BPO firms lured outside Metro Manila

December 30th, 2009 by Rahul Jain Leave a reply »

The Philippine government is luring investors in Business Process Outsourcing (BPO) to disperse out of the metropolis into the top “10 Next Wave Areas,” composed of Iloilo, Metro Laguna, Metro Cavite, Davao, Bacolod, Pampanga Central, Bulacan Central, Cagayan de Oro, Bulacan South and Lipa.

However, some like Iloilo, are running out of developed space.

“We are now one of the best known BPO centers in the world, ranked second after India as global BPO destination. We want to bring work where the talent is,” stressed Business Process Association of the Philippines (BPAP) Executive Director Atty. Ma. Jamea S. Garcia.

“The primary factor for BPO growth is talent,” she explained. The problem is, 80 percent of the talent is in Metro Manila but the metropolis only produces 20 percent of the country’s IT graduates. “All BPO activities in the Philippines are concentrated in Metro Manila. In India, they are dispersed. We are encouraging BPOs here to do the same.”

The main draw for new wave cities like Iloilo is its human resources, observed Bayan Telecommunications Inc.’s Vice President for Business Chito Franco. This city of 1 million turns out 20,000 graduates per year, of which 5,000 are IT graduates.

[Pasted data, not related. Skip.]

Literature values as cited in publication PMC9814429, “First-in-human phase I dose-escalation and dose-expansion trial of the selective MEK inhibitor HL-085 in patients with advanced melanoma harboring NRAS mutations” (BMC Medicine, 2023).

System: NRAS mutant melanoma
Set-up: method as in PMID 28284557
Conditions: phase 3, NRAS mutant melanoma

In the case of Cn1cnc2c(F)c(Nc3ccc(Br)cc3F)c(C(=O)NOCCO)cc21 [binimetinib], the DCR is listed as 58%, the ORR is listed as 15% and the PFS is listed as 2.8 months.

“Iloilo is the center of education in the Visayas. We have 8 universities, so students from Negros and as far as Mindanao, migrate here. They fly in direct and prefer to study here instead of studying in Manila to save on cost. That’s also why even the BPO locators in Bacolod put up job fairs here. They are sourcing their manpower in Iloilo.”

Oveall, the local offshoring and outsourcing (O&O) industry hauled in $7 billion revenue last year. In 2010, the sector targets to corner 10 per-cent of the global market. However, to achieve this, it needs to hire 1 million new employees.

“While Filipino talent was a positive factor in making us a preferred O&O destination, the focus on building in the NCR areas has limited the universe for human resources,” Franco reiterated.

To complicate matters, “We have problems with the attitude of local investors although we don’t have problems with telecom or power infrastructure,” Iloilo Federation for Information Technology (IFIT) Acting Chairman Jessraf S. Palmares lamented. Locators adopt the attitude that they will only build if they are sure a locator will take the space. And now, “Iloilo has run out of space.”



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